Finally, to address the question of involving men and fathers, we asked how each person would feel if their spouse was in the room, and would they prefer men and women to be educated together or separately. 8 out of the 9 respondents said they would prefer to be taught together; one said "together as a family." 

The feedback from these people was very positive, and it leads us to believe we are on the right course with the program, and there would be interest in it. Similarly, the topics we had previously identified seem important to these parents, and now we have additional topics to add to our list. 

Questions for the community
  • How can we make this idea better? 
  • Do you see any potential problems we have not yet thought of? 
  • What low-cost, but effective, activities can we add to our structured play component?
  • For those who have had experience communicating with people in rural areas to advertise events, what has been the most effective means of communication? 
  • Update [15 Dec.]: Does anyone have suggestions of indicators that we could use to demonstrate the impact of this program?

Updated 6 January
 

Who will benefit from this idea and where are they located?

The beneficiaries of this program would be mothers, fathers, and under-5 children in the Maara Sub-County, Tharaka Niithi County, Kenya. In the catchment zone of our 72 partner schools, we estimate a population of approximately 60,000 individuals. After the success of this program, and the expansion to all schools in the Maara Sub-County, our catchment area would increase to approximately 100,000 individuals. [Updated 15 Dec.]

How could you test this idea in a quick and low-cost way right now?

1. When schools are on vacation (this month), our community health workers travel to homes to conduct net monitoring and ask questions on water and hygiene. We could add to these questions to determine if mothers would be interested in participating in this program. 2. Visit area churches to gauge interest in the program.

What kind of help would you need to make your idea real?

We value all advice and every suggestion given from contributors. Any other ideas to build on what is listed above, to help us test the assumptions behind our idea would be greatly appreciated. We currently have expert advice through our visiting pediatricians on health topics, but we could use more advice on the best way to offer education, e.g., would visual aids, casual conversation, or power point presentations be the most effective method of knowledge transfer?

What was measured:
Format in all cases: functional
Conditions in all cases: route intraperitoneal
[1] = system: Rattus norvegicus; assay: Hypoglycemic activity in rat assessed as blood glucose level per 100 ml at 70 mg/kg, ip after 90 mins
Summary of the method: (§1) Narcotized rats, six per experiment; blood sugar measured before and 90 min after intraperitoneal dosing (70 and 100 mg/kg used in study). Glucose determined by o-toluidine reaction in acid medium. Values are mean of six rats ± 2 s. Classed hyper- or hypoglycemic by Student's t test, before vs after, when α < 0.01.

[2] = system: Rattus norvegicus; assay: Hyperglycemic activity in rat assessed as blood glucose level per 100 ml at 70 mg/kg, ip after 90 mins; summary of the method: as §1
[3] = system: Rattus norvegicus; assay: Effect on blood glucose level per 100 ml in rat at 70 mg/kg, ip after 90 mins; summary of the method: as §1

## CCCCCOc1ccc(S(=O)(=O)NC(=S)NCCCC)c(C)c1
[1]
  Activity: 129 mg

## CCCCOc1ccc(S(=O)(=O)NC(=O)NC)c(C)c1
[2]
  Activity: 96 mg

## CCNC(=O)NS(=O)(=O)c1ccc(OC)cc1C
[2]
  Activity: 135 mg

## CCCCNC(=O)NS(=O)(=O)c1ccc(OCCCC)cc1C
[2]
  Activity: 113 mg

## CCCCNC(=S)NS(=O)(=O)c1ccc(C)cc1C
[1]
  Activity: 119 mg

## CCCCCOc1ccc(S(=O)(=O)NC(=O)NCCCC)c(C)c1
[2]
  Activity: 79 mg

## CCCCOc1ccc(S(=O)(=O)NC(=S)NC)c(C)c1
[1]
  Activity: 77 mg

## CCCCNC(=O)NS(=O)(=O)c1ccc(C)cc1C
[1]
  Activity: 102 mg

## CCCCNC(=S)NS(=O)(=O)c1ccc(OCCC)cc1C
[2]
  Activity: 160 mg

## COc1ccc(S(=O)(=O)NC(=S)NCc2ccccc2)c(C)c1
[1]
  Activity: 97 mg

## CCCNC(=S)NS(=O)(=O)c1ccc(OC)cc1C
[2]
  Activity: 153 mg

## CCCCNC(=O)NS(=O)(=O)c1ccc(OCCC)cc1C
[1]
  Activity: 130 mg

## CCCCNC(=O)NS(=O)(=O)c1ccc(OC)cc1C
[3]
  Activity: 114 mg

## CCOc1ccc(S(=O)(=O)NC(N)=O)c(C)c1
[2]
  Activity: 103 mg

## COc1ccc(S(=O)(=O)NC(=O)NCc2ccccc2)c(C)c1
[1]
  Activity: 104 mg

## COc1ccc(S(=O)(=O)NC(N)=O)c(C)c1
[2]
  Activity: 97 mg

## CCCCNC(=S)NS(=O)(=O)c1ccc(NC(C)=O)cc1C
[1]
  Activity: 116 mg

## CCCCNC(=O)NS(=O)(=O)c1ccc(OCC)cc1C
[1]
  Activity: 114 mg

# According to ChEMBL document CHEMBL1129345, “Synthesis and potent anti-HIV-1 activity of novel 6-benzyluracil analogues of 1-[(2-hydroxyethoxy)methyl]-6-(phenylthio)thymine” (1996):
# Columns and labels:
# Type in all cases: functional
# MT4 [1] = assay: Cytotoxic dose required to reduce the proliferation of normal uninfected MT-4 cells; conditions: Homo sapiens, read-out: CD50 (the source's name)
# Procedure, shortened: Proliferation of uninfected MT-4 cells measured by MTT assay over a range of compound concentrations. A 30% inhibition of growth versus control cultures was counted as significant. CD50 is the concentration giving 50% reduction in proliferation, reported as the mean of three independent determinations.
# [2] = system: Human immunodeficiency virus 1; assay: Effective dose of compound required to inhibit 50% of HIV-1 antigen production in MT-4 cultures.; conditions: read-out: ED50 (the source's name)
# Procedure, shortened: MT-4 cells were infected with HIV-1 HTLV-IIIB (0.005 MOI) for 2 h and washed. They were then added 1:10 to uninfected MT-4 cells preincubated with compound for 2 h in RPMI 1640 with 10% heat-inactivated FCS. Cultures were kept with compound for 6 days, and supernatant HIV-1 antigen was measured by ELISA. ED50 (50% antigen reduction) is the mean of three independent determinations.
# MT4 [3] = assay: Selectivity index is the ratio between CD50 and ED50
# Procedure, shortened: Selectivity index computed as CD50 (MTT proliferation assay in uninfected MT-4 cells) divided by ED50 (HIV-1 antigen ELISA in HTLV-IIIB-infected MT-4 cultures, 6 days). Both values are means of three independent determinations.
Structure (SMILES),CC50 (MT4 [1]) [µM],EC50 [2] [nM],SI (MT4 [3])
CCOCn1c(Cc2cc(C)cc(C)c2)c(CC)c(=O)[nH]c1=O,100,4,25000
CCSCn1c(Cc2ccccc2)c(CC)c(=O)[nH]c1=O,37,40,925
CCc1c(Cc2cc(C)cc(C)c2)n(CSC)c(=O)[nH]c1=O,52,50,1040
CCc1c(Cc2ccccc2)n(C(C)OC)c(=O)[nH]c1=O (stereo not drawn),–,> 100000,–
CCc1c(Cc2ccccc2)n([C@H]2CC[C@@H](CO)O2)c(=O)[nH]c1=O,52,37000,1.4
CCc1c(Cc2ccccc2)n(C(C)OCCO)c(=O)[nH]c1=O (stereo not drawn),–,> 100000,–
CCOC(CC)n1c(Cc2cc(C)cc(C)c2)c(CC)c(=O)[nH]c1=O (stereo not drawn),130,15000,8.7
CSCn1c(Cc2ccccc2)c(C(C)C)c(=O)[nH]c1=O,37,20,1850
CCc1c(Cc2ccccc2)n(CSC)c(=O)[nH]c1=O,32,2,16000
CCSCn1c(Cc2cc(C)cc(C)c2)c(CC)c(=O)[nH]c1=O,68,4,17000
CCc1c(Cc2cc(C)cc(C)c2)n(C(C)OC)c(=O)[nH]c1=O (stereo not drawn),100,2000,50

Is this an idea that you or your organization would like to take forward?

  • Yes. I am ready and interested in testing this idea and making it real in my community.

62 comments

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Spam
Photo of Anne Marie Nzioki
Team

This is such a good idea. I only signed up with Openideo today. Is it possible that I could use your model (or work with you) to implement in Uganda?

Spam
Photo of Elizabeth Gannon
Team

I love the combination of health and education. What a wonderful use of existing opportunities and needs. I look forward to seeing the progress.

Spam
Photo of Taz Fear
Team

Hi All

This project helps to bring healthcare and education to vulnerable families and their children which is a great way engage people in a group scenario thus making it more effective for the community as a whole. I am sure that this would work really well in school's, community centres, churches and maybe even within people's place of work.

I remember a few fun low cost activities that I liked playing when I was younger and that support motor skills and learning to work as a team including:

1) 'up and under' where two groups stand in a line, each with a ball and one person passes the ball over their head, then next passes it under their legs etc. The last person gets it and runs to the front of the line and starts again;

2) 'knee and ball' where teams have to pass the ball by gripping it between their knees and without using their hands. Last person to get it runs to the front of the line and starts the passing again; and

3) for something to take home, the children could play noughts and crosses. I used to play with a stick in the dirt with friends to kill some time =)

I hope that some of this was helpful.

Keep up the great work!!

Kindest regards

Tara Fear

Spam
Photo of Natasha Abadilla
Team

Hi Tara,

Thank you for your motor skill-improving game suggestions! Games and activities like yours that can be done in rural communities with little or no extra or expensive equipment are what we are hoping to bring to our structured play component, so we really appreciate this. Please feel free to send more helpful ideas our way if you think of them.

All the best,
Natasha

Spam
Photo of Musa Innis
Team

Hi there,
Your idea is good and can help a lot if it was aimed at parents so that they (both mother and father) can know the best way in which they can benefit, so that the parents are now going into something blindfolded.

The fact you have experience is important as you will have some understanding on what needs to be achieved

How long will the lectures last for? Also if the lectures are quite regular then it will defiantly be beneficial.